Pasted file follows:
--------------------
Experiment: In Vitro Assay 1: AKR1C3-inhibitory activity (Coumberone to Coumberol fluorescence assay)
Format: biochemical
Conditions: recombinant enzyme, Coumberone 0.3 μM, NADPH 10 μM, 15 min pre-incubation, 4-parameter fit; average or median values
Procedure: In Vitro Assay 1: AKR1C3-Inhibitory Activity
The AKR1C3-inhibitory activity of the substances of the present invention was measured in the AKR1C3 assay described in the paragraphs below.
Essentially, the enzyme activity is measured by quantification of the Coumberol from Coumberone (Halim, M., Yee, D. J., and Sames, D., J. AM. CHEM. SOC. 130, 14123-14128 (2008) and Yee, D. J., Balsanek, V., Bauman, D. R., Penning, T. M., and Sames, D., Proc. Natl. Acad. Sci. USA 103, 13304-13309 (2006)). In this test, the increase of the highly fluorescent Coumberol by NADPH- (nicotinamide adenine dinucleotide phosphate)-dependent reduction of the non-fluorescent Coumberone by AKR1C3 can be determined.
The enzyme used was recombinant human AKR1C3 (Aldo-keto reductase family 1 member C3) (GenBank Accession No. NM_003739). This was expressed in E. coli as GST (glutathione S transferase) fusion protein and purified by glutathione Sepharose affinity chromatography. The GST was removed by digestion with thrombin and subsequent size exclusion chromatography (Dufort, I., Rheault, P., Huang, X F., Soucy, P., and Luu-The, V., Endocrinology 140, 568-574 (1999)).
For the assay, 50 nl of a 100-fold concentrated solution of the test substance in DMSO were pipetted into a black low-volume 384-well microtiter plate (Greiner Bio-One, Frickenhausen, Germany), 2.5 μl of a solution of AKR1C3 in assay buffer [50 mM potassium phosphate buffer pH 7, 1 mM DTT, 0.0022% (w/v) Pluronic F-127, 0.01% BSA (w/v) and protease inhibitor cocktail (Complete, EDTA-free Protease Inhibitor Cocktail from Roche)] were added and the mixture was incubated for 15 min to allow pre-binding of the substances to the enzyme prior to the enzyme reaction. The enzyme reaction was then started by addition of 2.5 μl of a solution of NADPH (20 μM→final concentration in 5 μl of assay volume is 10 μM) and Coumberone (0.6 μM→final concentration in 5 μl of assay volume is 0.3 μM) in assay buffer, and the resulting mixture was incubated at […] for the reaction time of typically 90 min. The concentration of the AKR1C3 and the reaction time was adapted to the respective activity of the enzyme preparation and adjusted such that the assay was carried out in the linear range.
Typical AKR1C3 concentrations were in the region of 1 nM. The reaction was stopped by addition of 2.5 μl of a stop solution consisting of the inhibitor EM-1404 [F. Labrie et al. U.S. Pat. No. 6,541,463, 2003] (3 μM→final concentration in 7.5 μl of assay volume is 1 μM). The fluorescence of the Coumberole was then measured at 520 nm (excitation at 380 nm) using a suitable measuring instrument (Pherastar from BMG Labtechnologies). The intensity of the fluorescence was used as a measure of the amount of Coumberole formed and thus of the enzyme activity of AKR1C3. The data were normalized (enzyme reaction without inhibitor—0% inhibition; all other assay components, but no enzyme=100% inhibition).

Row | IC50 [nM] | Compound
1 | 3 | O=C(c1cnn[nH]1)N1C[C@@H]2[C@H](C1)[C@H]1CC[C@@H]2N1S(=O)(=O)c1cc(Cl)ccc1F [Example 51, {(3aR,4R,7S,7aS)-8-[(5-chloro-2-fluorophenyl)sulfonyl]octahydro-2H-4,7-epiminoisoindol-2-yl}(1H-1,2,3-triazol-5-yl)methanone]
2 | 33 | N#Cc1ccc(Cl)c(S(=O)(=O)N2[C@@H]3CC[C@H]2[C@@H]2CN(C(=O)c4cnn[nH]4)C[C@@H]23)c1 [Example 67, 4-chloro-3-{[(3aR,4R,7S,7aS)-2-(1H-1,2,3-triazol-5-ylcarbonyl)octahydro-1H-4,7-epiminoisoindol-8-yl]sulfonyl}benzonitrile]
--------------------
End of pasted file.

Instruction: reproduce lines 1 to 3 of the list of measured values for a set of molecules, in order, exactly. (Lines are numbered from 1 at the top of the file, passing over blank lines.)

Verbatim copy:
Experiment: In Vitro Assay 1: AKR1C3-inhibitory activity (Coumberone to Coumberol fluorescence assay)
Format: biochemical
Conditions: recombinant enzyme, Coumberone 0.3 μM, NADPH 10 μM, 15 min pre-incubation, 4-parameter fit; average or median values